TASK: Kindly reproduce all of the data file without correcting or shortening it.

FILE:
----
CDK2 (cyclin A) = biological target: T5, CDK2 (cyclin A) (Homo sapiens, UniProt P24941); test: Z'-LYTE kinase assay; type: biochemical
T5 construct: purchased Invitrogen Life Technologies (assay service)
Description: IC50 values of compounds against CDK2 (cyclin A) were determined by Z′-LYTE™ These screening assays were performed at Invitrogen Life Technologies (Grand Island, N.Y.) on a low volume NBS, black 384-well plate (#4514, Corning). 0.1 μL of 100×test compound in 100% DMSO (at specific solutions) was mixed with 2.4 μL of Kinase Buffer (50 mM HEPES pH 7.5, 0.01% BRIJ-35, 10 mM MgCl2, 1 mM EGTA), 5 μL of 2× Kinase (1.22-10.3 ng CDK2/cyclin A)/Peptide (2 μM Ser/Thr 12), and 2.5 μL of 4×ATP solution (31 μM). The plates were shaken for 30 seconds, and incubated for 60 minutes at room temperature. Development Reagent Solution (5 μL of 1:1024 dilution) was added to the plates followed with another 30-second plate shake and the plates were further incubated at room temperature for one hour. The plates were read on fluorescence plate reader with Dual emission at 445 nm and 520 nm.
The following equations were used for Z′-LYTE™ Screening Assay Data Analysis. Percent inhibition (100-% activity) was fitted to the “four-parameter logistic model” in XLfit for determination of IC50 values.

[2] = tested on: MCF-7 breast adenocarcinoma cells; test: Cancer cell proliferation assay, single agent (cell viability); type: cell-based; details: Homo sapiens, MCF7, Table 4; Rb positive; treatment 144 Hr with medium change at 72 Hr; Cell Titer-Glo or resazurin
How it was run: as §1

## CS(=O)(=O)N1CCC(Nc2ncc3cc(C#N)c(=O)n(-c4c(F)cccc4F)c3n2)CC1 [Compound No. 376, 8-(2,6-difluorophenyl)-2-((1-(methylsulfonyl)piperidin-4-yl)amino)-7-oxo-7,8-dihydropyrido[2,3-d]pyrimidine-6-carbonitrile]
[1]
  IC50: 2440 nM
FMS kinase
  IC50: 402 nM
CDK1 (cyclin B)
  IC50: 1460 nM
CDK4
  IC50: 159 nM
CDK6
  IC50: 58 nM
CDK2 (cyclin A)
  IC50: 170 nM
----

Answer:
CDK2 (cyclin A) = biological target: T5, CDK2 (cyclin A) (Homo sapiens, UniProt P24941); test: Z'-LYTE kinase assay; type: biochemical
T5 construct: purchased Invitrogen Life Technologies (assay service)
Description: IC50 values of compounds against CDK2 (cyclin A) were determined by Z′-LYTE™ These screening assays were performed at Invitrogen Life Technologies (Grand Island, N.Y.) on a low volume NBS, black 384-well plate (#4514, Corning). 0.1 μL of 100×test compound in 100% DMSO (at specific solutions) was mixed with 2.4 μL of Kinase Buffer (50 mM HEPES pH 7.5, 0.01% BRIJ-35, 10 mM MgCl2, 1 mM EGTA), 5 μL of 2× Kinase (1.22-10.3 ng CDK2/cyclin A)/Peptide (2 μM Ser/Thr 12), and 2.5 μL of 4×ATP solution (31 μM). The plates were shaken for 30 seconds, and incubated for 60 minutes at room temperature. Development Reagent Solution (5 μL of 1:1024 dilution) was added to the plates followed with another 30-second plate shake and the plates were further incubated at room temperature for one hour. The plates were read on fluorescence plate reader with Dual emission at 445 nm and 520 nm.
The following equations were used for Z′-LYTE™ Screening Assay Data Analysis. Percent inhibition (100-% activity) was fitted to the “four-parameter logistic model” in XLfit for determination of IC50 values.

[2] = tested on: MCF-7 breast adenocarcinoma cells; test: Cancer cell proliferation assay, single agent (cell viability); type: cell-based; details: Homo sapiens, MCF7, Table 4; Rb positive; treatment 144 Hr with medium change at 72 Hr; Cell Titer-Glo or resazurin
How it was run: as §1

## CS(=O)(=O)N1CCC(Nc2ncc3cc(C#N)c(=O)n(-c4c(F)cccc4F)c3n2)CC1 [Compound No. 376, 8-(2,6-difluorophenyl)-2-((1-(methylsulfonyl)piperidin-4-yl)amino)-7-oxo-7,8-dihydropyrido[2,3-d]pyrimidine-6-carbonitrile]
[1]
  IC50: 2440 nM
FMS kinase
  IC50: 402 nM
CDK1 (cyclin B)
  IC50: 1460 nM
CDK4
  IC50: 159 nM
CDK6
  IC50: 58 nM
CDK2 (cyclin A)
  IC50: 170 nM